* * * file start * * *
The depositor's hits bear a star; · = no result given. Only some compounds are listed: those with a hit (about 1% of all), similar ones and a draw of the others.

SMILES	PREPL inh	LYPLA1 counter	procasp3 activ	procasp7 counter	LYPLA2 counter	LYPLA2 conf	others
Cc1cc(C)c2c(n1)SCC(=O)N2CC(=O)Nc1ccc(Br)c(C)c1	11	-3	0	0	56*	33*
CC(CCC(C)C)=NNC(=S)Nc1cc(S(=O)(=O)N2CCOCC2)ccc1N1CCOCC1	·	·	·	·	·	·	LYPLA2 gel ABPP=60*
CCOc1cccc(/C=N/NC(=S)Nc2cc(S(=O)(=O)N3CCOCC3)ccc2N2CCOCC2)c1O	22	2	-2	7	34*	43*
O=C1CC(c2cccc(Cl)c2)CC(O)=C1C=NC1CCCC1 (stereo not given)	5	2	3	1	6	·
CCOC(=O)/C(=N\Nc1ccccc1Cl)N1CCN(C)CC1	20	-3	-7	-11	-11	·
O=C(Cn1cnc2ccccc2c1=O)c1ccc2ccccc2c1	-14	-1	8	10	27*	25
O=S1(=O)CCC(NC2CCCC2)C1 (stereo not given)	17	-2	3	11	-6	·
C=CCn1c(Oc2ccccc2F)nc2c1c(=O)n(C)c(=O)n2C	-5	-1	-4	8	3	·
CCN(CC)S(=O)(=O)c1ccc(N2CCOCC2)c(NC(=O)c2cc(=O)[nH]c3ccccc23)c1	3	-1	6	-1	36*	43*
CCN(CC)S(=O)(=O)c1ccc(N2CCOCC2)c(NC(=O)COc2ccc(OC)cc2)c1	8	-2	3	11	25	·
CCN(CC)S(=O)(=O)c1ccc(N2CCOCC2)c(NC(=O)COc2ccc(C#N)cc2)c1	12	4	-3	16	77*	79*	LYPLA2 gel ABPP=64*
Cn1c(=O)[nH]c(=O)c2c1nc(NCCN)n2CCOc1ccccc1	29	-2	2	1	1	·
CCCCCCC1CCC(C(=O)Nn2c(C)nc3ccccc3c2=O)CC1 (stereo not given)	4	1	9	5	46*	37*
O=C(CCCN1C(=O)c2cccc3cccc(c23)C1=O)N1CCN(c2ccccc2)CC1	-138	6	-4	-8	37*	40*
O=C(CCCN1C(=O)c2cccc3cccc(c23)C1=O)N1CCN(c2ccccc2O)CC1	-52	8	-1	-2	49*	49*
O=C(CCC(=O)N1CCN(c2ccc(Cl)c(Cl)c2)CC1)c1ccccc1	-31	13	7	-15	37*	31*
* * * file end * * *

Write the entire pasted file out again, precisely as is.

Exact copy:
The depositor's hits bear a star; · = no result given. Only some compounds are listed: those with a hit (about 1% of all), similar ones and a draw of the others.

SMILES	PREPL inh	LYPLA1 counter	procasp3 activ	procasp7 counter	LYPLA2 counter	LYPLA2 conf	others
Cc1cc(C)c2c(n1)SCC(=O)N2CC(=O)Nc1ccc(Br)c(C)c1	11	-3	0	0	56*	33*
CC(CCC(C)C)=NNC(=S)Nc1cc(S(=O)(=O)N2CCOCC2)ccc1N1CCOCC1	·	·	·	·	·	·	LYPLA2 gel ABPP=60*
CCOc1cccc(/C=N/NC(=S)Nc2cc(S(=O)(=O)N3CCOCC3)ccc2N2CCOCC2)c1O	22	2	-2	7	34*	43*
O=C1CC(c2cccc(Cl)c2)CC(O)=C1C=NC1CCCC1 (stereo not given)	5	2	3	1	6	·
CCOC(=O)/C(=N\Nc1ccccc1Cl)N1CCN(C)CC1	20	-3	-7	-11	-11	·
O=C(Cn1cnc2ccccc2c1=O)c1ccc2ccccc2c1	-14	-1	8	10	27*	25
O=S1(=O)CCC(NC2CCCC2)C1 (stereo not given)	17	-2	3	11	-6	·
C=CCn1c(Oc2ccccc2F)nc2c1c(=O)n(C)c(=O)n2C	-5	-1	-4	8	3	·
CCN(CC)S(=O)(=O)c1ccc(N2CCOCC2)c(NC(=O)c2cc(=O)[nH]c3ccccc23)c1	3	-1	6	-1	36*	43*
CCN(CC)S(=O)(=O)c1ccc(N2CCOCC2)c(NC(=O)COc2ccc(OC)cc2)c1	8	-2	3	11	25	·
CCN(CC)S(=O)(=O)c1ccc(N2CCOCC2)c(NC(=O)COc2ccc(C#N)cc2)c1	12	4	-3	16	77*	79*	LYPLA2 gel ABPP=64*
Cn1c(=O)[nH]c(=O)c2c1nc(NCCN)n2CCOc1ccccc1	29	-2	2	1	1	·
CCCCCCC1CCC(C(=O)Nn2c(C)nc3ccccc3c2=O)CC1 (stereo not given)	4	1	9	5	46*	37*
O=C(CCCN1C(=O)c2cccc3cccc(c23)C1=O)N1CCN(c2ccccc2)CC1	-138	6	-4	-8	37*	40*
O=C(CCCN1C(=O)c2cccc3cccc(c23)C1=O)N1CCN(c2ccccc2O)CC1	-52	8	-1	-2	49*	49*
O=C(CCC(=O)N1CCN(c2ccc(Cl)c(Cl)c2)CC1)c1ccccc1	-31	13	7	-15	37*	31*